In the 60s I took the Orient Express from Paris to Athens, sitting up in a compartment for six days while people got on the train in Italy, heading home to Yugoslavia with livestock. I have ridden the Shinkansen at 220 miles per hour from Hiroshima to Tokyo with splendid views of Mt Fuji out the window. My wife and I have taken the overnight from Paris to Hamburg to visit friends.
Like everyone we know, the idea of train travel elicits a feeling of nostalgia, excitement, mystery, luxury and adventure. We first thought about taking the Trans-Siberian Railroad from Moscow to Vladivostock, but at our age, it seemed more daunting than we could manage. So we came up with the idea of traveling by train from Boston to visit our son and his family in Seattle. That, we thought, would be cool.
It turned out that the track from Boston to Troy, NY was under repair, so they put us on a bus. The Red Cap–”BG”–who accompanied us to the bus stop was a really interesting guy who was interested in and knowledgeable about, among other topics, the life of Winston Churchill.
Unlike the bus, a train is not entirely classless. Money, like most things in America, dictates the circumstance of travel unless, of course, you get on in, say, Minot, North Dakota and get off four or five hours later in some little town where your company has sold an industrial refrigeration unit that needs repair. We talked to a few people who found the train a convenient way to do short run business. One guy, a Trump supporter, was traveling six stops to watch his kid play baseball.
The run from Troy to Chicago cuts through the populous back yards, hoot hoot hooting its way through rail crossings, past factories and warehouses along the veins of America’s bedraggled, fading working class economy.
We had a beer and a wine in our room in the sleeper car, then went to the dining car. “Dining” would be a minor exaggeration. What was available were a variety of boxed microwaved offerings such as one might expect on a cross-country plane trip. Plane trip…ah yes, because the new president of Amtrak used to be the president of Delta airlines and he seems determined to see “food service” as an opportunity to cut costs. West of Chicago, the traditional dining car remains for the time being, with tablecloths, silverware and prepared meals. Sadly, this is under review by corporate management.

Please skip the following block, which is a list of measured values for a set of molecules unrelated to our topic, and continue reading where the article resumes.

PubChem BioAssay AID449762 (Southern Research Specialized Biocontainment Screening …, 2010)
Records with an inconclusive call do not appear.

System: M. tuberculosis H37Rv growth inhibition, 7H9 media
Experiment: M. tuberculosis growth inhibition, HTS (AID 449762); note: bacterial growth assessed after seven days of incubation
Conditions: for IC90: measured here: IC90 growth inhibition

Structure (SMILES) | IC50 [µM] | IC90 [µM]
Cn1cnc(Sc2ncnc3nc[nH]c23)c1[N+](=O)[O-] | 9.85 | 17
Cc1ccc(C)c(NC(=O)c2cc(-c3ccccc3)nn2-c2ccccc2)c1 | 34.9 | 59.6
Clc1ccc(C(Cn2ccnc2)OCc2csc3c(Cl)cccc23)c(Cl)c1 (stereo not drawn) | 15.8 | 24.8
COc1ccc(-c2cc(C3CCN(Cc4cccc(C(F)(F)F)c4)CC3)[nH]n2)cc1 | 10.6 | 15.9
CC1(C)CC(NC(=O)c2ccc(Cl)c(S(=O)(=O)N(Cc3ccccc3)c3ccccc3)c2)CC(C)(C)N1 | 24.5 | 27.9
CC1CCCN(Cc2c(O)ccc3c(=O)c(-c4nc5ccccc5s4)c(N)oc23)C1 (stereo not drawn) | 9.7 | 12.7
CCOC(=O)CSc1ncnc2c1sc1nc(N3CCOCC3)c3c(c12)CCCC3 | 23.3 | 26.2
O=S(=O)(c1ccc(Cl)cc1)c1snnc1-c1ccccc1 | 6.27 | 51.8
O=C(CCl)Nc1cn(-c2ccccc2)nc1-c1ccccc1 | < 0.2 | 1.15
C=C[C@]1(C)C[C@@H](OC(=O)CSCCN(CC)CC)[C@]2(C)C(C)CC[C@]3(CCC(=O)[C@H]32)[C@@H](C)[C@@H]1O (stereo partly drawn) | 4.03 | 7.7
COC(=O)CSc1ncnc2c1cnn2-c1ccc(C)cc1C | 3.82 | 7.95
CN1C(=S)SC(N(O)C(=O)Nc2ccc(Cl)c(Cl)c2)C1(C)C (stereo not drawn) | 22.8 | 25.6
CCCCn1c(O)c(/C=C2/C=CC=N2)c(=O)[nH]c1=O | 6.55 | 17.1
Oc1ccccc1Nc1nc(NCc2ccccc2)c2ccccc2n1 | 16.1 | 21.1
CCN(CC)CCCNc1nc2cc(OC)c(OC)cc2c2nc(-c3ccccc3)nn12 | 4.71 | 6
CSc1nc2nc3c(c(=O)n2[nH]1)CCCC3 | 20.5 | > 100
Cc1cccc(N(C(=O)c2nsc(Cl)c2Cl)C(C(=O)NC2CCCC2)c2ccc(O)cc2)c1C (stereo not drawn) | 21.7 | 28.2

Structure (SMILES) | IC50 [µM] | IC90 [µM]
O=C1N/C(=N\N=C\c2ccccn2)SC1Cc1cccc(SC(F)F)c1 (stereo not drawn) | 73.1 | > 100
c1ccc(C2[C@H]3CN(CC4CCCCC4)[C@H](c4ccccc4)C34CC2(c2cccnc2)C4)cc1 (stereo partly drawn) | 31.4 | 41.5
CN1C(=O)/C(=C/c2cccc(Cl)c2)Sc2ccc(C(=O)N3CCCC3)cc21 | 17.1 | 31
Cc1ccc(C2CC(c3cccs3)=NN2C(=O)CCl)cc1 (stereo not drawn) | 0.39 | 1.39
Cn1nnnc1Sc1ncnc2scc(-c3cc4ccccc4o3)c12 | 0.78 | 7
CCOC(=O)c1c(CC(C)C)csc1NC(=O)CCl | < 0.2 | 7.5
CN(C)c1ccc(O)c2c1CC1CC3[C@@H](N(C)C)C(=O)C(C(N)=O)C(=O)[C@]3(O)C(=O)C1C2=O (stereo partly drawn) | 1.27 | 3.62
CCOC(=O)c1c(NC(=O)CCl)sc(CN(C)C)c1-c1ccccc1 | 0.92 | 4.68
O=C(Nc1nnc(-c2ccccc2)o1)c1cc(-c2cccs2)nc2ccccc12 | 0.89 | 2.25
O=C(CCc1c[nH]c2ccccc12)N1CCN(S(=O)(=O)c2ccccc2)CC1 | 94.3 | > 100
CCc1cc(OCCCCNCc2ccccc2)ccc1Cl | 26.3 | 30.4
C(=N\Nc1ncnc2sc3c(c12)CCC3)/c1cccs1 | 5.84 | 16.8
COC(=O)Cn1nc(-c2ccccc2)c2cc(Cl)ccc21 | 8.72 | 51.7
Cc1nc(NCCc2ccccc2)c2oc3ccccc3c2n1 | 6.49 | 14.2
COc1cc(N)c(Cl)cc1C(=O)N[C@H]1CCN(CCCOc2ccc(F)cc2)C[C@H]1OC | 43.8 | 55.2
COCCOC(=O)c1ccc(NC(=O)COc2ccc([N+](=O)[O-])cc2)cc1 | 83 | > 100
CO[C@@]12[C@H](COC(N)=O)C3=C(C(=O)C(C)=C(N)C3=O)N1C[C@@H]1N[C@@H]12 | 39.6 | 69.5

The porter came through and made up our beds for the night with an upper berth for which I drew the short straw. After a little whiskey on ice, we went to bed and fell asleep to the clickety-clack, clickety-clack repetition of wheels on steel. As the speed picked up, the rhythm changed to clickety-clickety-clickety.
In the morning, the loudspeaker announced breakfast in the dining car with offerings one might expect in a mid-priced hotel: yogurt, cold cereal, breakfast sandwiches and the like. Bondholders would be pleased at the frugality; the lumpen proletariat will eat what they are served. The staff, however, was terrific, well aware of management’s dismantlement of 75 years of a tradition that customers have long expected.
The remains of the morning saw the remains of the Rust belt: western Ohio and Indiana. The train was stuck from time to time waiting for freight traffic. BNSF and other major carriers have Washington lobbyists to make sure the Department of Transportation gives them track priority over passenger trains. The freight traffic and rail yards are truly impressive. In major cities, there are often 20 or 30 tracks holding trains a hundred cars long filled with oil, coal, flat steel and containers.
We passed through Elkhart, Indiana, home to the largest center of RV manufacturers in the country. We passed parking lots filled with many hundreds of RV s. We passed parts yards filled with axles or raw materials such as aluminum sheets. We hoot-hooted our way through the rail crossings with commuters waiting to continue to work. Then finally…a rural respite.